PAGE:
ARARIO GALLERY NEWS BLOG

Yue Minjun in Freshness Magazine

Posted in Yue Minjun by arariogallery on December 17, 2009

Hidden under the facade of a grin is an emotion only known to the subject on view, and maybe its painter, Chinese contemporary artist Yue Minjun (岳敏君).  An early proponent of the so-called “Cynical Realism” school, a form of subtle protest against the Chinese government’s 1989 crack down at Tiananmen Square, Yue Minjun’s signature wide (and very surreal) grin is a statement all on to its own.

Read the rest here.

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Yue Minjun show on City Arts

Posted in Arario New York, Yue Minjun by arariogallery on November 19, 2009

Yue Minjun at Arario New York

Posted in Arario New York, Yue Minjun by arariogallery on November 4, 2009

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Arario Gallery New York is proud to present an exhibition of works by renowned artist Yue Minjun.

The exhibition will be on view from October 29 through January 16, 2010. A reception will be held at the gallery on October 29 from 6-8 pm.

The exhibition of a new set of 28 original prints will be shown for the first time.

These prints beautifully illustrate the iconic laughing face and figure of the artist as seen manifested in various states of solitary play and fantastical camaraderie. Yue Minjun’s joyful, smiling figures offer an ironic commentary on the concept of personal freedom and happiness in modern Chinese society. The set of prints will be accompanied by the sculptures as well as paintings.

Yue Minjun (born 1962 in Daqing, Heilongjiang Province) is one of China’s leading contemporary artists working today, and one of the key figures in the Cynical Realism movement, which emerged in response to the Tiananmen Square incident of June 1989. His work has been exhibited in museums and galleries in the United States, Europe, Asia, and Australia, and his oil paintings have set records at auction.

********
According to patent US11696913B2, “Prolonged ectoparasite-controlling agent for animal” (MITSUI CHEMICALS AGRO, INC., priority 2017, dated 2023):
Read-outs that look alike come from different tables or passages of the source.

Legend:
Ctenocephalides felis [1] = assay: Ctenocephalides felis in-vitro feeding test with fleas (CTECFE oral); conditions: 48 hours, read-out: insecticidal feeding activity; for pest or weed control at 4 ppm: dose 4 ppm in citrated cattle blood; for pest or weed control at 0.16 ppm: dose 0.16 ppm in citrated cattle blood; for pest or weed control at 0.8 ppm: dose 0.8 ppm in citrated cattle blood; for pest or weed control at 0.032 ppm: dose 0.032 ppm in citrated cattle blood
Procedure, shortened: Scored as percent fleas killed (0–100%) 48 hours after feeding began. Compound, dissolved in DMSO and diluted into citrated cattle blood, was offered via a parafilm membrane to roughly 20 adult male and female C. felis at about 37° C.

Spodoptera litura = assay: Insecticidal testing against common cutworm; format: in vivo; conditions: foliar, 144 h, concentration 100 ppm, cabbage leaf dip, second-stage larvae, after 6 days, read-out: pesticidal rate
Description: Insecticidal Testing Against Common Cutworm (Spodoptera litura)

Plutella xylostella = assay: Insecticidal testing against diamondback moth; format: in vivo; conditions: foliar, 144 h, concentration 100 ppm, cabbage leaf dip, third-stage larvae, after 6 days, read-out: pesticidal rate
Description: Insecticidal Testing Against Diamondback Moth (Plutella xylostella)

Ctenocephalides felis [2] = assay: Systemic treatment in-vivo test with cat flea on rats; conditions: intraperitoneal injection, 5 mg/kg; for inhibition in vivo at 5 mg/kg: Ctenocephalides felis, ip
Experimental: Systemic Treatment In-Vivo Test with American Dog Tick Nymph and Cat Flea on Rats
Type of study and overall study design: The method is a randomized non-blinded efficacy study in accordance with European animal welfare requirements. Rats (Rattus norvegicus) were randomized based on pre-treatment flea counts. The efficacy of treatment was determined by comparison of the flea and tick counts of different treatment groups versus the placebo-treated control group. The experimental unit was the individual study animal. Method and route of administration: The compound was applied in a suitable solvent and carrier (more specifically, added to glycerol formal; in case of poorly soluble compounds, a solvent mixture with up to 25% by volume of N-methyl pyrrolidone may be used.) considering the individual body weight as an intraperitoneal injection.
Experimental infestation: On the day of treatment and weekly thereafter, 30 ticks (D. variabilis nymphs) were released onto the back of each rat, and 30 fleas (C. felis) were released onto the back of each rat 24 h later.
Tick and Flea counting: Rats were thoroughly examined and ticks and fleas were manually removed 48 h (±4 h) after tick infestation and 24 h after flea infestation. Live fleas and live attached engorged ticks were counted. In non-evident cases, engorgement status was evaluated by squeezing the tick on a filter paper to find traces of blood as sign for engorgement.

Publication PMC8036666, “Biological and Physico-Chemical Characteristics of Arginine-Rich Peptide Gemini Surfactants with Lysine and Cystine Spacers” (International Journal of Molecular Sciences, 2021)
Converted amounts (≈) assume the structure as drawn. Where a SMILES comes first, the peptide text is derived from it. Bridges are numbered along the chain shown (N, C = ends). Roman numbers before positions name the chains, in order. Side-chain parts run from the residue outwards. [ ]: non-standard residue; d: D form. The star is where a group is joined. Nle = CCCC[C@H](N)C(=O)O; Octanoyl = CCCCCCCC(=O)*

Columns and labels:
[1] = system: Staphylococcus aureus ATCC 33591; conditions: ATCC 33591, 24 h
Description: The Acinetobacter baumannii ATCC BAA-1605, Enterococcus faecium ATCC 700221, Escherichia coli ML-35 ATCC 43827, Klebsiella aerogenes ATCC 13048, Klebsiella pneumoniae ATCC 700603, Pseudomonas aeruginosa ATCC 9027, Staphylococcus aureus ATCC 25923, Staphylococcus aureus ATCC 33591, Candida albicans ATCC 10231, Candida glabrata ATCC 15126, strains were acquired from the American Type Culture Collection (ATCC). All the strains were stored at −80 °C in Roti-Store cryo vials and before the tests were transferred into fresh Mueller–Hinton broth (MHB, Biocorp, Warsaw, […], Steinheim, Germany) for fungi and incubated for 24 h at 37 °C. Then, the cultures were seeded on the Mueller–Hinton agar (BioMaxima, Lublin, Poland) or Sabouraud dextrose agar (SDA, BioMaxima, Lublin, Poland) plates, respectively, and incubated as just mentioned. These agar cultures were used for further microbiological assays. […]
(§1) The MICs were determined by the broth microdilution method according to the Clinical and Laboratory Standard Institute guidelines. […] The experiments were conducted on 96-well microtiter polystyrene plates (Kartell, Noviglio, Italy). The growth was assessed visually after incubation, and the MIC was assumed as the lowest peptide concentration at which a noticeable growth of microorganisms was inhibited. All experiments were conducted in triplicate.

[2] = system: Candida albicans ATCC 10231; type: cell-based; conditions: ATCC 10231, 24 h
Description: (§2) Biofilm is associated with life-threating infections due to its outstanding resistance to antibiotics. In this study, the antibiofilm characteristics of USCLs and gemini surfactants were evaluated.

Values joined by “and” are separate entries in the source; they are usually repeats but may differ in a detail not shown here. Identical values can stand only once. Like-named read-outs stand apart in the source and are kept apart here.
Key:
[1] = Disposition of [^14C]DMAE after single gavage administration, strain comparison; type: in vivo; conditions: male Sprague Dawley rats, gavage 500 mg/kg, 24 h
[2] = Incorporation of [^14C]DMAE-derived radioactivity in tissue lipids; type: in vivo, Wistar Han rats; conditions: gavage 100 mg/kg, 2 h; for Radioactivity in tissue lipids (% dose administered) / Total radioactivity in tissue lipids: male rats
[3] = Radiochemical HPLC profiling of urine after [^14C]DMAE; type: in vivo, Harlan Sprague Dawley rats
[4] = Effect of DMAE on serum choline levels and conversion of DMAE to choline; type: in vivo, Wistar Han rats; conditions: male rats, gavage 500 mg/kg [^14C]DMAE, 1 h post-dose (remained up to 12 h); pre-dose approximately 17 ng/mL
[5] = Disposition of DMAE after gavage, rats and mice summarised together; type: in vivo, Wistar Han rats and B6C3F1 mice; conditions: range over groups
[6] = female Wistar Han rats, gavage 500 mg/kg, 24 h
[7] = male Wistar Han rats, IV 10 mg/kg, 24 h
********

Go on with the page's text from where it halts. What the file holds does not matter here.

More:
Yue Minjun studied oil painting at Hebei Normal University, graduating in 1985. Yue was part of the artistic community at Yuan Ming Yuan-northwest of Beijing where radical ideas for the future of China and its art were exchanged. A government-enacted crackdown, known as the 1996 “Yuanmingyuan Incident,” dissolved the community, which, ironically, led the artists to develop a greater individuality in artistic thought and style. Coinciding with these developments was a gradual, but massive expansion in economic growth and the availability of western media and products. Yue Minjun’s works draw from this unique Chinese experience, at a time when socialist and capitalist ideologies intermingle and collide with notions of individual rights and free expression.

His first U.S. retrospective was presented at the Queens Museum of Art in New York in 2007.

Yue Minjun lives and works in Beijing.